Based on the information available on 38 PWRs, the copper and nickel content of 14 of these reactors was higher than in the Oconee 3 vessel. Thus, 38% of the operating PWRs or 17 reactor vessels are assumed to be similar to the "High" plant and the remaining 30 vessels are assumed to be similar to Oconee 3.
At the midlife of the vessels, the fluence is estimated to be 8.5 x 1018 neutrons/cm2. This fluence converts to a RT(ndt) of 267ºF for the "High" vessel and 231ºF for the Oconee type vessel using the methodology contained in Regulatory Guide 1.99, Rev. 2. If it is assumed that the starting temperature is 110ºF and the T RT(ndt) value is about 150ºF for the "High" vessel and 120ºF for the Oconee type vessel. These values of T RT(ndt) result in the probability of failure as follows:
|Probability of Failure Per Event|
|Peak Pressure (psia)||Oconee Vessel||"High" Vessel|
|2485||1.5 x 103||2.2 x 103|
|1200||7.0 x 107||7.0 x 106|
|950||<1.0 x 109||<1.0 x 109|
The predicted probability of failure at 2485 psia peak surge at the end of life fluence (1.4 x 1019 trons/cm2) for the Oconee vessel is 2.6 x 103 and 2.7 x 103 for the "High" type vessel. The average failure frequency for the Oconee type vessels was calculated to be 4.5 x 106 failures/RY and 6.6 x 106 failures/RY for the "High" type vessel. It was assumed that a failure of the reactor vessel will result in a core-melt accident with a probability of 1. The implementation of the possible solutions would reduce the frequency of an Ltop occurring but not the probability of a vessel failure, given the occurrence of an Ltop event. The frequency of Ltop events was expected to be reduced by a factor of 10 for the solutions proposed. This reduction in Ltop occurrence results in a core-melt frequency reduction of 4.05 x 106/RY for the Oconee type vessels and 5.9 x 106/RY for the "High" vessels.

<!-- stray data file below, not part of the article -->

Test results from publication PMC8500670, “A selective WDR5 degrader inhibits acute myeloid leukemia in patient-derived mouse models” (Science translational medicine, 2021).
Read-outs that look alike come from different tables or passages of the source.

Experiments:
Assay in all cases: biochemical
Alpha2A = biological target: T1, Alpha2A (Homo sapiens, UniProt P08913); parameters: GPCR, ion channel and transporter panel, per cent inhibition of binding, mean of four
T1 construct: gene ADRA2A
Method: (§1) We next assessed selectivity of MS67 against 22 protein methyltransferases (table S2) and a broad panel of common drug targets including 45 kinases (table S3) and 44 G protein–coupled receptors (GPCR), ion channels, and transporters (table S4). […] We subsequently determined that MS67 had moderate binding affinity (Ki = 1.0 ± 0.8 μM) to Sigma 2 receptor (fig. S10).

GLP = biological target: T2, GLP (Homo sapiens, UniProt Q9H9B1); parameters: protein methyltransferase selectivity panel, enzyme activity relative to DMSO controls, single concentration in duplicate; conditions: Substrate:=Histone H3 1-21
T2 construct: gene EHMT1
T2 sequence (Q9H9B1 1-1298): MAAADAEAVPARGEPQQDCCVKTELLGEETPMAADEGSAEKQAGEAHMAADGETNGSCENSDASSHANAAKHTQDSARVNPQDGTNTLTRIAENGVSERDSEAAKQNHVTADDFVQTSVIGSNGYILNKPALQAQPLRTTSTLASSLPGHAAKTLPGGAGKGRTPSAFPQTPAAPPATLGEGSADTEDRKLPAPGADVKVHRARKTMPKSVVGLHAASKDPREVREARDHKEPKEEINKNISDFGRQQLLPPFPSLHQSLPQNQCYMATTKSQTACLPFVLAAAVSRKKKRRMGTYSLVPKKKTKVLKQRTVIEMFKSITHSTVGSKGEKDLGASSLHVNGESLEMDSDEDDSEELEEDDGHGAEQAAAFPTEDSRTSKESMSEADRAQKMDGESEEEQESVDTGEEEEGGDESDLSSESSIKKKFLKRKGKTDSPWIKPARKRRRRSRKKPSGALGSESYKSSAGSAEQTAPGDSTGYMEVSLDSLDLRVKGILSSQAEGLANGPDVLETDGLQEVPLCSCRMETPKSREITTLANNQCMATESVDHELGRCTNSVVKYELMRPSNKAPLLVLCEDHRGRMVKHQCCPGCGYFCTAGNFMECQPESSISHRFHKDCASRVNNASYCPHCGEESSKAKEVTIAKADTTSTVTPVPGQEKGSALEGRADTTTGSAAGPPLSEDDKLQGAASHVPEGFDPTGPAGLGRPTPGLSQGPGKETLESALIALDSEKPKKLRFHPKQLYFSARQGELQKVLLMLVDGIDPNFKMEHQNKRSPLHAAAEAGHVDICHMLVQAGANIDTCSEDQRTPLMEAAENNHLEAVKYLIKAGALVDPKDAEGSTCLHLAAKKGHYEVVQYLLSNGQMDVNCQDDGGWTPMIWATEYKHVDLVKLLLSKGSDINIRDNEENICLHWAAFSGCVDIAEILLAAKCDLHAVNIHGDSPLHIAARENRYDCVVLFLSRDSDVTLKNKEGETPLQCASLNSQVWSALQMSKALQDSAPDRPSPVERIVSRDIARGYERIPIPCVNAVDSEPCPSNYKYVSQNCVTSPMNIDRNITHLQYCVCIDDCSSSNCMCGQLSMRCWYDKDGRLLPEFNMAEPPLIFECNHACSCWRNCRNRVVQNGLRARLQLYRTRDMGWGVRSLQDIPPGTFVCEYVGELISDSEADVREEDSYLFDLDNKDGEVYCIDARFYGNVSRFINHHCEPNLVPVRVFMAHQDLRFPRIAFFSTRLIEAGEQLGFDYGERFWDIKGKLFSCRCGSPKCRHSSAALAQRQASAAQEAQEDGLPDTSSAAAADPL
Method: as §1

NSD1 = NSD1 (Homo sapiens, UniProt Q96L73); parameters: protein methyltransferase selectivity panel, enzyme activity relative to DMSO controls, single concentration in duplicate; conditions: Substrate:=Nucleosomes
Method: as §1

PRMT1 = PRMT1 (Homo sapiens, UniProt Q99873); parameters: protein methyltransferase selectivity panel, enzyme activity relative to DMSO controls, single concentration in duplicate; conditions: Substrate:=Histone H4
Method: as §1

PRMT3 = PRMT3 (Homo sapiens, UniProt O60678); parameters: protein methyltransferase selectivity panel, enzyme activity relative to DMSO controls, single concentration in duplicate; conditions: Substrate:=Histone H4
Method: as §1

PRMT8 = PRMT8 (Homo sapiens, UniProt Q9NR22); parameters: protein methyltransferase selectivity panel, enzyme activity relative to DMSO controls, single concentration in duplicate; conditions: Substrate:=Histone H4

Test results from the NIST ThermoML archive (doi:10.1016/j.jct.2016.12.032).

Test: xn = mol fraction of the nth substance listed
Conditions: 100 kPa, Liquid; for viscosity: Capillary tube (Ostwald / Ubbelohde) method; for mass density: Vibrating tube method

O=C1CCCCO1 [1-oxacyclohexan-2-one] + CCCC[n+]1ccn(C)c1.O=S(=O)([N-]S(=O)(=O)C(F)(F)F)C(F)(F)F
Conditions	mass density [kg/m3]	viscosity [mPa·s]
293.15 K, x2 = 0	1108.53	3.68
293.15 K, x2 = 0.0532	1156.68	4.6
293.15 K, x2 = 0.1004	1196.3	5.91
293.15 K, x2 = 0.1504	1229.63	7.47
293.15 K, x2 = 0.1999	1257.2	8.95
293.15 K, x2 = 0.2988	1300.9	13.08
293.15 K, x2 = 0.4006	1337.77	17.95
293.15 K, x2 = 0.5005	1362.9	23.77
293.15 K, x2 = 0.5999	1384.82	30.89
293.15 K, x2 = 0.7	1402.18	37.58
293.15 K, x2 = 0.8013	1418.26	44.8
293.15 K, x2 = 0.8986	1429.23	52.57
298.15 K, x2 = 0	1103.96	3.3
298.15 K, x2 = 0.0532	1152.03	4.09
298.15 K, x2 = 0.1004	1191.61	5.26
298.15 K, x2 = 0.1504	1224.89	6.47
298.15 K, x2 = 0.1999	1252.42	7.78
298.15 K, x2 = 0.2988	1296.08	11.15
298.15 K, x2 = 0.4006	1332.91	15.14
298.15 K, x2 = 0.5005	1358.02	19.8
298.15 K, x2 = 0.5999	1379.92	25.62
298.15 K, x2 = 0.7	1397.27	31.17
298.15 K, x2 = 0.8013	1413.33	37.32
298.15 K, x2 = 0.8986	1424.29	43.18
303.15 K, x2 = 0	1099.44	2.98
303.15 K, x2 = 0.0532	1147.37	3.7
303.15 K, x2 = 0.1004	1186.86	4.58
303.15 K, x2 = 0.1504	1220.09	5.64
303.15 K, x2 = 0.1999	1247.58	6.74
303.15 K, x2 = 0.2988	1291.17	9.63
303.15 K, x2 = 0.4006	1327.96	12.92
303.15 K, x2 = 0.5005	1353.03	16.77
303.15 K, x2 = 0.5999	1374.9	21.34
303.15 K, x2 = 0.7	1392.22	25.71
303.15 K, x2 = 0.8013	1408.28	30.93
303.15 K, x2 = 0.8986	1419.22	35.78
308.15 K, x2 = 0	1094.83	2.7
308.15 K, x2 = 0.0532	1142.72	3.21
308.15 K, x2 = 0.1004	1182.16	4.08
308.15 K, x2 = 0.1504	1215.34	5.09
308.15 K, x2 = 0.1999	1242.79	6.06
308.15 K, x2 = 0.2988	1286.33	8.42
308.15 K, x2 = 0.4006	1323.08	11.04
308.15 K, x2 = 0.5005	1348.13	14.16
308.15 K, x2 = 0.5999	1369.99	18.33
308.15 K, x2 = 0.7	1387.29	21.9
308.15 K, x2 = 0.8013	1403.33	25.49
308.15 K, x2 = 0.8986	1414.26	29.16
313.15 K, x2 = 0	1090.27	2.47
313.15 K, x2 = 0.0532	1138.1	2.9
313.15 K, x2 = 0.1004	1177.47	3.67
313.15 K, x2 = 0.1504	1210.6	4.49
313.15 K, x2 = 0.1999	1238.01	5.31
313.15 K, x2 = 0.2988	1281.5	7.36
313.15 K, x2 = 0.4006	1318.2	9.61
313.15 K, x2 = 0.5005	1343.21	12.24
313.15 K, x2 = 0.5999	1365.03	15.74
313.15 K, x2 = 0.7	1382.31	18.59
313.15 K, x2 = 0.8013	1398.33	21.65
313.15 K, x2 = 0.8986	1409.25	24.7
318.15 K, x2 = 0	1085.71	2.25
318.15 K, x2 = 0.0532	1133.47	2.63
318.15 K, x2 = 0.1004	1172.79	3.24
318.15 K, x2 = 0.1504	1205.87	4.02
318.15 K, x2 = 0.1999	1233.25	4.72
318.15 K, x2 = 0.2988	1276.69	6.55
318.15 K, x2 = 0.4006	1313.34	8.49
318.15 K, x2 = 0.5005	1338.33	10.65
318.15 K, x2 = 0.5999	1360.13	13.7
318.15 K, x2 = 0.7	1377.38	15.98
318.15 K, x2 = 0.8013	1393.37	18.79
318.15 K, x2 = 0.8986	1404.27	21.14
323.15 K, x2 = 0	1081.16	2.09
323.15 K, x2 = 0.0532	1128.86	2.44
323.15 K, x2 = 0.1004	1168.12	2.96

The core melt accident resulting from a Ltop failure of the pressure vessel is expected to result in a S1D accident sequence as defined in WASH 1400.16 The S1D sequence is a small break LOCA with failure of the emergency coolant injection. The S1D sequence results in releases with the associated probability for the following release categories, given a core-melt.
|PWR-1 = 0.01||PWR-5 = 0.0073|
|PWR-3 = 0.2||PWR-7 = 0.8|
The whole body man-rem dose was obtained by using the CRAC Code64 assuming an average population density of 340 persons per square mile (which is the mean for U.S. domestic sites) in an exclusion area from a one half mile radius about the reactor out to a 50 mile radius about the reactor. A typical midwest meteorology was also assumed. Based upon these assumptions, the following whole body man-rem doses result from the following categories.
|PWR 1 = 5.4 x 106 man-rem||PWR-5 = 1.0 x 106 man-rem|
|PWR 3 = 5.4 x 106 man-rem||PWR-7 = 2.3 x 103 man-rem|
Utilizing the reduction in core melt frequency, the probability per release category, and the whole body dose consequence factor, the public risk reduction was calculated to be as follows: